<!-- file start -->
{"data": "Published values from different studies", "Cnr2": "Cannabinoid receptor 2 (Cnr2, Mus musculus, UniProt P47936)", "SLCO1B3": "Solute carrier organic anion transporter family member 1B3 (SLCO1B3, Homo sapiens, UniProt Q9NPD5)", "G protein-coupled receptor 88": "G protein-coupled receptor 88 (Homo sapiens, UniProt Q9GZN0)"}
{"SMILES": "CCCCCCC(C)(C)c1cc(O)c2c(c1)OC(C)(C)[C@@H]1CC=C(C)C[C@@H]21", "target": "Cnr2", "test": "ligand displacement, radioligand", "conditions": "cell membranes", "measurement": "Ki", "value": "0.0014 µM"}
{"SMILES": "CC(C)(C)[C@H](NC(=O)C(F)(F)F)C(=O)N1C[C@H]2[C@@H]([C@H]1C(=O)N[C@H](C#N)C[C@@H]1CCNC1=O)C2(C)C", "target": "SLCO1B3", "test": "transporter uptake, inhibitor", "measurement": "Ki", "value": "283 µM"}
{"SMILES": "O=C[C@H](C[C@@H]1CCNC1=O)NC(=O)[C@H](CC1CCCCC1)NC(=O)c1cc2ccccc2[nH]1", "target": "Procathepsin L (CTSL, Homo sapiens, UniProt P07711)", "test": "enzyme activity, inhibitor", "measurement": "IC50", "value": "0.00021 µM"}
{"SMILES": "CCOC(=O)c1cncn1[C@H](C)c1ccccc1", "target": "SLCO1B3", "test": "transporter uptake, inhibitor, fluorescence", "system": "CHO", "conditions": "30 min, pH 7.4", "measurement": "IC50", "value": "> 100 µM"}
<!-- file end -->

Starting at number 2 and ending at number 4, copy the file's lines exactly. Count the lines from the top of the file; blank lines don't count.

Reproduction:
{"SMILES": "CCCCCCC(C)(C)c1cc(O)c2c(c1)OC(C)(C)[C@@H]1CC=C(C)C[C@@H]21", "target": "Cnr2", "test": "ligand displacement, radioligand", "conditions": "cell membranes", "measurement": "Ki", "value": "0.0014 µM"}
{"SMILES": "CC(C)(C)[C@H](NC(=O)C(F)(F)F)C(=O)N1C[C@H]2[C@@H]([C@H]1C(=O)N[C@H](C#N)C[C@@H]1CCNC1=O)C2(C)C", "target": "SLCO1B3", "test": "transporter uptake, inhibitor", "measurement": "Ki", "value": "283 µM"}
{"SMILES": "O=C[C@H](C[C@@H]1CCNC1=O)NC(=O)[C@H](CC1CCCCC1)NC(=O)c1cc2ccccc2[nH]1", "target": "Procathepsin L (CTSL, Homo sapiens, UniProt P07711)", "test": "enzyme activity, inhibitor", "measurement": "IC50", "value": "0.00021 µM"}